During battle you take control of your main character, attacking with the Square button. As time passes a gauge will fill, which can be sped up by landing successful attacks. Filling this gauge gives you access to the use of your spells and abilities, and time slows to a crawl as you peruse the pop-up menu, trying to decide on the best approach to each battle. It does take a little getting used to, but once you get the hang of it the system works well, and using your abilities and switching between the members in your party on the fly is done with ease.
Battles make for a stunning spectacle. Magic has now become a feast for the eyes as flames swirl around your target, landing with a satisfying sizzle. Summons make a return and, once summoned, will fight alongside you on the battlefield, dealing additional damage for the limited time they appear. Square Enix has made a great job of making the rewards from each battle worth it, and I found myself going out of my way to look for fights to level up my characters and materia so that they were as powerful as possible.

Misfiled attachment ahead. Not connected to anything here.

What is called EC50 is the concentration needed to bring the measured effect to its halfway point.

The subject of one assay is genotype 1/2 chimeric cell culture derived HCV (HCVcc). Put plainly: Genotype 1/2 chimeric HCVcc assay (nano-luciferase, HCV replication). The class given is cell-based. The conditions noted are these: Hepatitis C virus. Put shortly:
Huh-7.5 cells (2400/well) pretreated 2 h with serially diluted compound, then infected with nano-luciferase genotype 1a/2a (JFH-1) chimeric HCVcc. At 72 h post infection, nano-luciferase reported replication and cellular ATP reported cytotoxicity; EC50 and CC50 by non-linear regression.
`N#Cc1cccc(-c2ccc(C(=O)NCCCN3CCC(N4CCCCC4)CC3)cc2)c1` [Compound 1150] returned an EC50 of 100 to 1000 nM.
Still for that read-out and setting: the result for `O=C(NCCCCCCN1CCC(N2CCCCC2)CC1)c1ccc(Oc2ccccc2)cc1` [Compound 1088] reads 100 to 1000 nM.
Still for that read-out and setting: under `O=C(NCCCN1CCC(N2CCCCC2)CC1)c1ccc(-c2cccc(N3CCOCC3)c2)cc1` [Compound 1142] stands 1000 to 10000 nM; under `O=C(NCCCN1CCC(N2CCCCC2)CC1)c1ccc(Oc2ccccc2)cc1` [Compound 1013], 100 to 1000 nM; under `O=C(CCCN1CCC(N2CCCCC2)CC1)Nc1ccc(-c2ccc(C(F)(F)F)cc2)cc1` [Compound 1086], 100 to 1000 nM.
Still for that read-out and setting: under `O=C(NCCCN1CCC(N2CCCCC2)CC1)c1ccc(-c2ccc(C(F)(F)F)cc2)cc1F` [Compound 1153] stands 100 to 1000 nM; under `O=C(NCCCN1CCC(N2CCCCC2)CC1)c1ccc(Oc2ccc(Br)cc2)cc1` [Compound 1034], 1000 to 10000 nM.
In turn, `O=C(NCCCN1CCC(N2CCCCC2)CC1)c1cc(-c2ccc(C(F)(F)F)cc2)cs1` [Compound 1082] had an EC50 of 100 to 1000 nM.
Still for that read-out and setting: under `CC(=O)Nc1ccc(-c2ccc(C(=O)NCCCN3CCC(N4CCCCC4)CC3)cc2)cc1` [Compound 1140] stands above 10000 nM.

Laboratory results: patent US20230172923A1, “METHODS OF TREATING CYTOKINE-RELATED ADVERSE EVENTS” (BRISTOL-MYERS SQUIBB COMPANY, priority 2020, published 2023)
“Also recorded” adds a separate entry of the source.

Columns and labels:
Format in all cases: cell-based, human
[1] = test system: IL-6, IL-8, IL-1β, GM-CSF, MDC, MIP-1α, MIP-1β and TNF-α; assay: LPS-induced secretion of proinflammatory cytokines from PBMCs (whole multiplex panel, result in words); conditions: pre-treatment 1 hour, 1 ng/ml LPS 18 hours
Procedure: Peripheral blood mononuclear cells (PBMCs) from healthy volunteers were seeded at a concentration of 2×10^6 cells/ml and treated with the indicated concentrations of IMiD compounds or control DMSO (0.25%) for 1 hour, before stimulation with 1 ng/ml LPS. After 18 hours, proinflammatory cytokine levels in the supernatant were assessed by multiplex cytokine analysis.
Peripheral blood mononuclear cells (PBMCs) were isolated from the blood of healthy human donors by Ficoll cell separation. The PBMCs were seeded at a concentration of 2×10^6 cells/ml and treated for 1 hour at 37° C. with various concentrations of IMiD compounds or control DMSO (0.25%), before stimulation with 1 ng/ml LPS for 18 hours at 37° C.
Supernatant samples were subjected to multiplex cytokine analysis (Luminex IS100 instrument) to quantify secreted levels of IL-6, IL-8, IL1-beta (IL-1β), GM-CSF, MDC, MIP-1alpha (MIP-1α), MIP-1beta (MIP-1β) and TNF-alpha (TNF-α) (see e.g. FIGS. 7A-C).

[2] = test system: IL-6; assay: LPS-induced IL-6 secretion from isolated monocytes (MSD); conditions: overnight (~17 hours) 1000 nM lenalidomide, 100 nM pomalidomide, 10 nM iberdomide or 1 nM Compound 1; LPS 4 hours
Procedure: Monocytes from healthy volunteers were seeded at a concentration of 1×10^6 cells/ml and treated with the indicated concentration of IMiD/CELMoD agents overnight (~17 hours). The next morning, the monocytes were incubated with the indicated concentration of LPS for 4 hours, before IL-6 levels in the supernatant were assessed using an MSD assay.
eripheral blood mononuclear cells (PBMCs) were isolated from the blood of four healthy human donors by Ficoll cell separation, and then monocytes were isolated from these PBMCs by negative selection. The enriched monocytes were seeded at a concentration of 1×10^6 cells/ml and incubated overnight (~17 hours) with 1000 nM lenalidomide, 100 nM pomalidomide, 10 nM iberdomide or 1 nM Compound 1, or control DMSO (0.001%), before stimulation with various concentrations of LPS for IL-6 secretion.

It is not just characters and materia that can be upgraded, with weapons now having cores that give you access to new abilities and making you stronger as you progress. This makes weapons much more meaningful than they once were, and I found I would revisit weapons I had abandoned earlier once I had upgraded them, boosting my strength or adding additional Materia slots to help me with later enemies and bosses.